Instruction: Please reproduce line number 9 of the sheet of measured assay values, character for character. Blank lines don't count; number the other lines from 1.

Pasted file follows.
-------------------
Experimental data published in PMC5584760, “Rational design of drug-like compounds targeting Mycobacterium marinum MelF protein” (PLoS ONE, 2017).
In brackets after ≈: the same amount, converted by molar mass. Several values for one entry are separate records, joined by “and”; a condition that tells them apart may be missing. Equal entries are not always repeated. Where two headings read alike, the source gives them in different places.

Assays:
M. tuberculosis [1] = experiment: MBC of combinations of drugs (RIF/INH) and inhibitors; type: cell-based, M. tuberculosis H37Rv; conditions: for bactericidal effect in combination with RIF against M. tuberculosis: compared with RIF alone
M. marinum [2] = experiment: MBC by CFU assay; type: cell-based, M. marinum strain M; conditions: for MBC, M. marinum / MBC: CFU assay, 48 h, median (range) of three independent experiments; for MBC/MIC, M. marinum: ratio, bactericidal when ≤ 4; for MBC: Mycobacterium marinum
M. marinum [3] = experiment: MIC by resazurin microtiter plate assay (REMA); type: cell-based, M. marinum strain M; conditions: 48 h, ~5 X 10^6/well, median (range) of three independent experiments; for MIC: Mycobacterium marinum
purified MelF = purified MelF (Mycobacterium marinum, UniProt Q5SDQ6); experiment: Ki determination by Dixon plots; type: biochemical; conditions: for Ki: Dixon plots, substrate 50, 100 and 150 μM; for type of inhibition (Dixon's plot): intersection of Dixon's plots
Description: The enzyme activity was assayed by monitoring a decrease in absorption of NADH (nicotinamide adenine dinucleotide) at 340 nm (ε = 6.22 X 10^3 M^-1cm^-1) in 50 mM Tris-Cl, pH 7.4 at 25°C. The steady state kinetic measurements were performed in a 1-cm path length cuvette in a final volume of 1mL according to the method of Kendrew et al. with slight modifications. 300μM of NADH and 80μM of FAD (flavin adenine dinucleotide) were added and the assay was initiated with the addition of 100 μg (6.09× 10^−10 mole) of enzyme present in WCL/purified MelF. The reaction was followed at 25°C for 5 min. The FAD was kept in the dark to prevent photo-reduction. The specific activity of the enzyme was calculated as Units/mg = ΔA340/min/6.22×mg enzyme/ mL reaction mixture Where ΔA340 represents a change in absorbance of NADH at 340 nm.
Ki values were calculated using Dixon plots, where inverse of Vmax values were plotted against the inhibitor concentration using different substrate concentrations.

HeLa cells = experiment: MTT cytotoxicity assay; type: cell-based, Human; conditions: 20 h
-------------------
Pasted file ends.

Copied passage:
Ki values were calculated using Dixon plots, where inverse of Vmax values were plotted against the inhibitor concentration using different substrate concentrations.